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Most of us have finished resetting our clocks to switch off daylight saving time. For businesses this year, that is not the only thing that may need to be reset.

Companies and employers operating within our state should review what changes have been made to the Connecticut Fair Employment Practices Act (“CFEPA”). There may be a need for resetting operating procedures and making some adjustments to company employee handbooks.

CFEPA is Connecticut’s anti-discrimination statute, outlawing employment discrimination based on particular protected characteristics, including, but not limited to, race, gender, sexual orientation, perceived and actual disabilities, marital status, and religious belief. It is a substantial and ever-changing body of law.

Three significant changes are now in effect that employers must be aware of.

First, Connecticut added a new protected class, domestic violence victims. Under the 2022 CFEPA amendments, an employer cannot change the terms and conditions of employment based on an employee’s status as a domestic violence victim. An employer also cannot “deny an employee a reasonable leave of absence in order to” seek medical help for injuries caused by domestic violence, obtain services from a rape crisis center, take actions to prevent further incidents of domestic violence such as relocating and obtaining legal services due to domestic violence. However, an employer can request the employee provide a police report or other documentation of the domestic violence within a reasonable time after an absence.

Side effects of this change include a new requirement that the company keep the employee’s status as a victim confidential. Failure to do so can result in an employer’s liability. Furthermore, if the employee suffers a physical or mental disability resulting from either a single or series of domestic violence incidents, the employer shall treat them in the same manner as any other disabled employee. This means that such an employee has additional protections, such as requesting a reasonable accommodation due to the resulting disability.

Those accommodations might include changes in the employee’s work schedule or being placed on light duty, for example.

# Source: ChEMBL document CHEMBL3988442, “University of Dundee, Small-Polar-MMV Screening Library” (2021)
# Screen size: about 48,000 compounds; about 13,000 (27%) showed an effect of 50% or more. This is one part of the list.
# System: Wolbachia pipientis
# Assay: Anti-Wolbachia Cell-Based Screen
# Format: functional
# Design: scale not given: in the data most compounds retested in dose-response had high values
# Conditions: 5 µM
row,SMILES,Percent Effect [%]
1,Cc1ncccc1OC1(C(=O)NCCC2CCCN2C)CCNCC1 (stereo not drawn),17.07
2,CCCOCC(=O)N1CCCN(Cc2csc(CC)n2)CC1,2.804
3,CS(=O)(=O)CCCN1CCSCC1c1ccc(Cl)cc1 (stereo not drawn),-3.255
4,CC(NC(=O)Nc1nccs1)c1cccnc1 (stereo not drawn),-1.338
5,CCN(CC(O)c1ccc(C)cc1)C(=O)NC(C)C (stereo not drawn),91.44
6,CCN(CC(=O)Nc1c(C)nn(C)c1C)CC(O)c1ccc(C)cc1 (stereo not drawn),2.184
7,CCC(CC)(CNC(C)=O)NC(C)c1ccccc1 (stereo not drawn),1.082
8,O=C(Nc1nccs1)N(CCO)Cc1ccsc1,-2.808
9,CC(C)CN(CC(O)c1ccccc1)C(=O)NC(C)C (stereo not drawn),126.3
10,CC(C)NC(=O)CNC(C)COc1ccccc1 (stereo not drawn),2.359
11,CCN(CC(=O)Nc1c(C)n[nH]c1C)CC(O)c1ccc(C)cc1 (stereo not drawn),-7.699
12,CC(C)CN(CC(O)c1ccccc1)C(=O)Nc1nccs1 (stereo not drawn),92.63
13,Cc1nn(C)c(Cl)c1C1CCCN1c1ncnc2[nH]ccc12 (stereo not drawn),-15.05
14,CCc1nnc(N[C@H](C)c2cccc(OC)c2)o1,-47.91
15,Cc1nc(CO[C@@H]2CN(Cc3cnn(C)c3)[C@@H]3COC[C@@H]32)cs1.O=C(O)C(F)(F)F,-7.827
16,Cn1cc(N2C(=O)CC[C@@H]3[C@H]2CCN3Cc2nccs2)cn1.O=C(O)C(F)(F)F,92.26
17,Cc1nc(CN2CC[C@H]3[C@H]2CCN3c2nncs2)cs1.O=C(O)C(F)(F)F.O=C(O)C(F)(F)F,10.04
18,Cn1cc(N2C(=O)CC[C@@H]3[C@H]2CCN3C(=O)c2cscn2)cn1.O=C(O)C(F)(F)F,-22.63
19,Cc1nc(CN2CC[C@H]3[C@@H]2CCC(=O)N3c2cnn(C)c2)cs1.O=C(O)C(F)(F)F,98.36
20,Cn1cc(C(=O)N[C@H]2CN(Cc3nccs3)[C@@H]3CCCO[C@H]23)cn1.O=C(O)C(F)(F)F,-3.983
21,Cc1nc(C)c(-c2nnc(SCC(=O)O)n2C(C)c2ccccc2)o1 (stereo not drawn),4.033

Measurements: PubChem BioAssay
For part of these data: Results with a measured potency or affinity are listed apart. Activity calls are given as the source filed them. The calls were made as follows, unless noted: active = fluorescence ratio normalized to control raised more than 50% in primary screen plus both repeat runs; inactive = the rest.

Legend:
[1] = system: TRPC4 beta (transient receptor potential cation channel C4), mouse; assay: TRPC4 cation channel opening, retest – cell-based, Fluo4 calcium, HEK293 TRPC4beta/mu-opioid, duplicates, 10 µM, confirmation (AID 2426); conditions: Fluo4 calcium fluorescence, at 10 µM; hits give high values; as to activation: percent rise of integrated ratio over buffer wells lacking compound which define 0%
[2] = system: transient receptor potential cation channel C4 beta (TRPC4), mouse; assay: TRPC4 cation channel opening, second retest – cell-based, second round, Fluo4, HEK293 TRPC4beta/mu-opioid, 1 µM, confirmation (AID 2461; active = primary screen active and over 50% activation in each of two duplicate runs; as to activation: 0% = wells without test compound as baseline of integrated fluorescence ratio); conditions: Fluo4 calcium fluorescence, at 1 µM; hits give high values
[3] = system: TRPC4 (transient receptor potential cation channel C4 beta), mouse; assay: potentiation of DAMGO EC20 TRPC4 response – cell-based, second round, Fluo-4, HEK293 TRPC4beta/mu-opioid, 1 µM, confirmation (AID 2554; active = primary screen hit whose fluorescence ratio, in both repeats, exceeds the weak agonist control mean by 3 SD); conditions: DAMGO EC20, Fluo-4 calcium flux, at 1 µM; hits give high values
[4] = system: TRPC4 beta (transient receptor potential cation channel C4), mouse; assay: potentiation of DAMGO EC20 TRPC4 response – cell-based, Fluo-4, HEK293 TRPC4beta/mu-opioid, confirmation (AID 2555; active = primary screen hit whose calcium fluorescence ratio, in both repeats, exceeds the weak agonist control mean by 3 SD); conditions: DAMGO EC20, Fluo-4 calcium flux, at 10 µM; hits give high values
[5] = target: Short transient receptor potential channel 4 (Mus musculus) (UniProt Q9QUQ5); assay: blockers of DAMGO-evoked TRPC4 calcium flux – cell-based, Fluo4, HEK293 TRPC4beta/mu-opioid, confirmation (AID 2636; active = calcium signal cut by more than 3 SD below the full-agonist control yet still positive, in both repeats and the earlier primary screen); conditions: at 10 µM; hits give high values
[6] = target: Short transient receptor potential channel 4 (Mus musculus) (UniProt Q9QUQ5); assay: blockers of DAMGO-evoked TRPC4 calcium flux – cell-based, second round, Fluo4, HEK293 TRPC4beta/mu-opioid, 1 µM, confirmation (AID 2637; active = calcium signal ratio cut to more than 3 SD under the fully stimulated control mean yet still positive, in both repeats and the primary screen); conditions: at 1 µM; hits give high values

The second major change now in effect is that CFEPA provisions have been extended to cover all employers. Under the old law, CFEPA just applied to employers with three or more employees. However, CFEPA coverage now even includes employers with a single employee. This is a sharp departure from most federal anti-discrimination statutes, which generally apply to employers with 15 or more employees dependent on the provisions.

The practical effect is that all Connecticut employers must know CFEPA’s requirements. For instance, all Connecticut employees must undergo sexual harassment training. Also, every Connecticut employer will face liability for discrimination based on any of CFEPA’s protected classes, including, as mentioned, race, gender, marital status, sexual orientation, and now status as a domestic violence victim.

The last significant change expands the definition of who actually is as an employee. Employees now include “any elected or appointed official of a municipality, board, commission, counsel or other governmental body.” Under the earlier wording of the law, individuals who donated their time to municipal boards and commissions or were unpaid elected officials had no protections under CFEPA. This has changed.

The recent changes to CFEPA are part of a pattern on Connecticut’s part in progressively expanding employee rights. From time to time, these changes are made at the employer’s expense in terms of increasing the employer’s potential liability as well as possible loss of company time and resources. Employers should be cognizant of these changes and adjust accordingly.

Reese Mitchell is a lawyer at Stratford-based Mitchell & Sheahan, P.C. He is involved in handling all types of employment matters, including through all stages of the litigation process. He can be reached at or at 203-204-3761.